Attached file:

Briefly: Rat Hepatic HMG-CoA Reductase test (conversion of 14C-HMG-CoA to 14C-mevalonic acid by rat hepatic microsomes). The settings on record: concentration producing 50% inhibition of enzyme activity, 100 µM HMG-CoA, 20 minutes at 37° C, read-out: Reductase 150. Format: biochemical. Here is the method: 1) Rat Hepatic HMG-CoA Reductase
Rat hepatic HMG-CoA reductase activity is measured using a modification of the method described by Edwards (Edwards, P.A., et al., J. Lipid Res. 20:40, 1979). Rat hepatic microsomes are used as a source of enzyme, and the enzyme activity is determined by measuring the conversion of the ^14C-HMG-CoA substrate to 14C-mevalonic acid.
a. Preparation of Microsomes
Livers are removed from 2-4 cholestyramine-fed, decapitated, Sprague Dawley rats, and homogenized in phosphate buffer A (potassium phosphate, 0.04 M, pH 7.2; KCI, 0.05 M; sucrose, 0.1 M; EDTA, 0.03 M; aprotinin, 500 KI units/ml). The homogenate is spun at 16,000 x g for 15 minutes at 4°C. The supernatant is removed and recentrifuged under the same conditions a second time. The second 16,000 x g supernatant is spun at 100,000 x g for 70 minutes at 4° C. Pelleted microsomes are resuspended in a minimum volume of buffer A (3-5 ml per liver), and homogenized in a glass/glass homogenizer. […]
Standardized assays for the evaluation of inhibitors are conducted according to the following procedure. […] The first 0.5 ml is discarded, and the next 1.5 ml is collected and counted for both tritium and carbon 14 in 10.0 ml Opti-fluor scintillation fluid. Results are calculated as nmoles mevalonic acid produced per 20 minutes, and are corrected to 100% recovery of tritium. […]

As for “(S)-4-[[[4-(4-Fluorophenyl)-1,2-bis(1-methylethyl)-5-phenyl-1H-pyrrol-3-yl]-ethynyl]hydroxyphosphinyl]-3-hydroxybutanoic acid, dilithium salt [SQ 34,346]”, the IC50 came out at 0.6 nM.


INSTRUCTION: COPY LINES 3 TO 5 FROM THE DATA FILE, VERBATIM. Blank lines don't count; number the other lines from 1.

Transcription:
a. Preparation of Microsomes
Livers are removed from 2-4 cholestyramine-fed, decapitated, Sprague Dawley rats, and homogenized in phosphate buffer A (potassium phosphate, 0.04 M, pH 7.2; KCI, 0.05 M; sucrose, 0.1 M; EDTA, 0.03 M; aprotinin, 500 KI units/ml). The homogenate is spun at 16,000 x g for 15 minutes at 4°C. The supernatant is removed and recentrifuged under the same conditions a second time. The second 16,000 x g supernatant is spun at 100,000 x g for 70 minutes at 4° C. Pelleted microsomes are resuspended in a minimum volume of buffer A (3-5 ml per liver), and homogenized in a glass/glass homogenizer. […]
Standardized assays for the evaluation of inhibitors are conducted according to the following procedure. […] The first 0.5 ml is discarded, and the next 1.5 ml is collected and counted for both tritium and carbon 14 in 10.0 ml Opti-fluor scintillation fluid. Results are calculated as nmoles mevalonic acid produced per 20 minutes, and are corrected to 100% recovery of tritium. […]